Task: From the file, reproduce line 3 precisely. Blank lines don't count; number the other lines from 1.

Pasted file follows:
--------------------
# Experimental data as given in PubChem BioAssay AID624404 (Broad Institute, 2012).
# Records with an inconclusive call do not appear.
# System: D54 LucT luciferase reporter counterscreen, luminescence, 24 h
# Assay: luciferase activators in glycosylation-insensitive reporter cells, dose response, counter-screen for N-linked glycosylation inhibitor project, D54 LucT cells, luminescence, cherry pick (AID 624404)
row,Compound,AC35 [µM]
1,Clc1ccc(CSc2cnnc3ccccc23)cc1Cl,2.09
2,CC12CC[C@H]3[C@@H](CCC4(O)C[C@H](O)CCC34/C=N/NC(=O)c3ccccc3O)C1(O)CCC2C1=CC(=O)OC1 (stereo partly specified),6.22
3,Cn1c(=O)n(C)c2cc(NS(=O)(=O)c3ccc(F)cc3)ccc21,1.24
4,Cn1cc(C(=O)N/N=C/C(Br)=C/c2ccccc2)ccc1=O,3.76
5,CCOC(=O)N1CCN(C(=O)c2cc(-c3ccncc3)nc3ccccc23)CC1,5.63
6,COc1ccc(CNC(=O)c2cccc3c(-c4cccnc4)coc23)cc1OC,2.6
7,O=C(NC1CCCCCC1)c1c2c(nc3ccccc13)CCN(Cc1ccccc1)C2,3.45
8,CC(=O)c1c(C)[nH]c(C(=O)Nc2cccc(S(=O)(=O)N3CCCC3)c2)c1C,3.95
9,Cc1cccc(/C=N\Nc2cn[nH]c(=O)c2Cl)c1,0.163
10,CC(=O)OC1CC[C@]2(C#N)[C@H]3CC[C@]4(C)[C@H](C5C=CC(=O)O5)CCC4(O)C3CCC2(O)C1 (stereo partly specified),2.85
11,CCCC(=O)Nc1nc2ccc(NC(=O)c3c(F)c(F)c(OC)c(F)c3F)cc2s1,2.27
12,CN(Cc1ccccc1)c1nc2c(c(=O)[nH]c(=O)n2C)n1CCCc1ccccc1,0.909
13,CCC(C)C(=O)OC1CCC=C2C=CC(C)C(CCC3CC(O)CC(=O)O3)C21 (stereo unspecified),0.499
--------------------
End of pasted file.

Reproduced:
# System: D54 LucT luciferase reporter counterscreen, luminescence, 24 h